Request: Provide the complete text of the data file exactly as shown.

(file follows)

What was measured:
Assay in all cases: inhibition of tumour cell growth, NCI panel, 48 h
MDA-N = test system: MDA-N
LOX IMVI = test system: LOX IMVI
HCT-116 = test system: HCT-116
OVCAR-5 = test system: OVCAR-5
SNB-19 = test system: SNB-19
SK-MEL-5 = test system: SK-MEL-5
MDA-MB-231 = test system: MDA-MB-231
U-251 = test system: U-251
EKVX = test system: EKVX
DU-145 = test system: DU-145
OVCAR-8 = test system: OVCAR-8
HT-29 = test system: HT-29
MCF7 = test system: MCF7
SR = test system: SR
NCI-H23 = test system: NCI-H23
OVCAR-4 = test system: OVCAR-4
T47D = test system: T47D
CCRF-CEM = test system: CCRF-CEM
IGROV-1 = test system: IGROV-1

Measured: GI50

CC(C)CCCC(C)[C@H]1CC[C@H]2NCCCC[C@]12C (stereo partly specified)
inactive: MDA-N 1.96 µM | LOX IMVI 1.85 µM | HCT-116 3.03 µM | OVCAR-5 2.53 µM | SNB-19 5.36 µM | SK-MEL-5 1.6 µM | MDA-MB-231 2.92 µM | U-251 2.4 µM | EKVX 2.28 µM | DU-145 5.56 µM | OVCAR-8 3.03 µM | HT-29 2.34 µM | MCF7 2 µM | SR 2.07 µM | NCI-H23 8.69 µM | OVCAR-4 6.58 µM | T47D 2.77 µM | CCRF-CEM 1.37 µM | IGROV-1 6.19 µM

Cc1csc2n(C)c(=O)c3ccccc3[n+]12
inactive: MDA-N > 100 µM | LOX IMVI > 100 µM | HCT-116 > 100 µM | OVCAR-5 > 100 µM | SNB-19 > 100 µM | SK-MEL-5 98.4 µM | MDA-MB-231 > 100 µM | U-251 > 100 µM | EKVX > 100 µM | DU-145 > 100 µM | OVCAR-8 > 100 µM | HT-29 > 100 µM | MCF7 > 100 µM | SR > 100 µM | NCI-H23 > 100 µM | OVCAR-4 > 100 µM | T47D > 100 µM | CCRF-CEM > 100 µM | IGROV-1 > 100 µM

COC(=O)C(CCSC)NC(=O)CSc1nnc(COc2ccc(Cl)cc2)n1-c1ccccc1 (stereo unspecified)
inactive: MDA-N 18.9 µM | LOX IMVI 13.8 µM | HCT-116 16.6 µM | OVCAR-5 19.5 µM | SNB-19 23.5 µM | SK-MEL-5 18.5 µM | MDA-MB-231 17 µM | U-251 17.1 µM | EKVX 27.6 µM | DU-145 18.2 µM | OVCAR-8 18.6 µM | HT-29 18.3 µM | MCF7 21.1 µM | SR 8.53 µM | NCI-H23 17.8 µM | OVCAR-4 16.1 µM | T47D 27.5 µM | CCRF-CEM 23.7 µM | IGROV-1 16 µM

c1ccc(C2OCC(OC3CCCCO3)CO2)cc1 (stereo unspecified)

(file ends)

What was measured:
Assay in all cases: inhibition of tumour cell growth, NCI panel, 48 h
MDA-N = test system: MDA-N
LOX IMVI = test system: LOX IMVI
HCT-116 = test system: HCT-116
OVCAR-5 = test system: OVCAR-5
SNB-19 = test system: SNB-19
SK-MEL-5 = test system: SK-MEL-5
MDA-MB-231 = test system: MDA-MB-231
U-251 = test system: U-251
EKVX = test system: EKVX
DU-145 = test system: DU-145
OVCAR-8 = test system: OVCAR-8
HT-29 = test system: HT-29
MCF7 = test system: MCF7
SR = test system: SR
NCI-H23 = test system: NCI-H23
OVCAR-4 = test system: OVCAR-4
T47D = test system: T47D
CCRF-CEM = test system: CCRF-CEM
IGROV-1 = test system: IGROV-1

Measured: GI50

CC(C)CCCC(C)[C@H]1CC[C@H]2NCCCC[C@]12C (stereo partly specified)
inactive: MDA-N 1.96 µM | LOX IMVI 1.85 µM | HCT-116 3.03 µM | OVCAR-5 2.53 µM | SNB-19 5.36 µM | SK-MEL-5 1.6 µM | MDA-MB-231 2.92 µM | U-251 2.4 µM | EKVX 2.28 µM | DU-145 5.56 µM | OVCAR-8 3.03 µM | HT-29 2.34 µM | MCF7 2 µM | SR 2.07 µM | NCI-H23 8.69 µM | OVCAR-4 6.58 µM | T47D 2.77 µM | CCRF-CEM 1.37 µM | IGROV-1 6.19 µM

Cc1csc2n(C)c(=O)c3ccccc3[n+]12
inactive: MDA-N > 100 µM | LOX IMVI > 100 µM | HCT-116 > 100 µM | OVCAR-5 > 100 µM | SNB-19 > 100 µM | SK-MEL-5 98.4 µM | MDA-MB-231 > 100 µM | U-251 > 100 µM | EKVX > 100 µM | DU-145 > 100 µM | OVCAR-8 > 100 µM | HT-29 > 100 µM | MCF7 > 100 µM | SR > 100 µM | NCI-H23 > 100 µM | OVCAR-4 > 100 µM | T47D > 100 µM | CCRF-CEM > 100 µM | IGROV-1 > 100 µM

COC(=O)C(CCSC)NC(=O)CSc1nnc(COc2ccc(Cl)cc2)n1-c1ccccc1 (stereo unspecified)
inactive: MDA-N 18.9 µM | LOX IMVI 13.8 µM | HCT-116 16.6 µM | OVCAR-5 19.5 µM | SNB-19 23.5 µM | SK-MEL-5 18.5 µM | MDA-MB-231 17 µM | U-251 17.1 µM | EKVX 27.6 µM | DU-145 18.2 µM | OVCAR-8 18.6 µM | HT-29 18.3 µM | MCF7 21.1 µM | SR 8.53 µM | NCI-H23 17.8 µM | OVCAR-4 16.1 µM | T47D 27.5 µM | CCRF-CEM 23.7 µM | IGROV-1 16 µM

c1ccc(C2OCC(OC3CCCCO3)CO2)cc1 (stereo unspecified)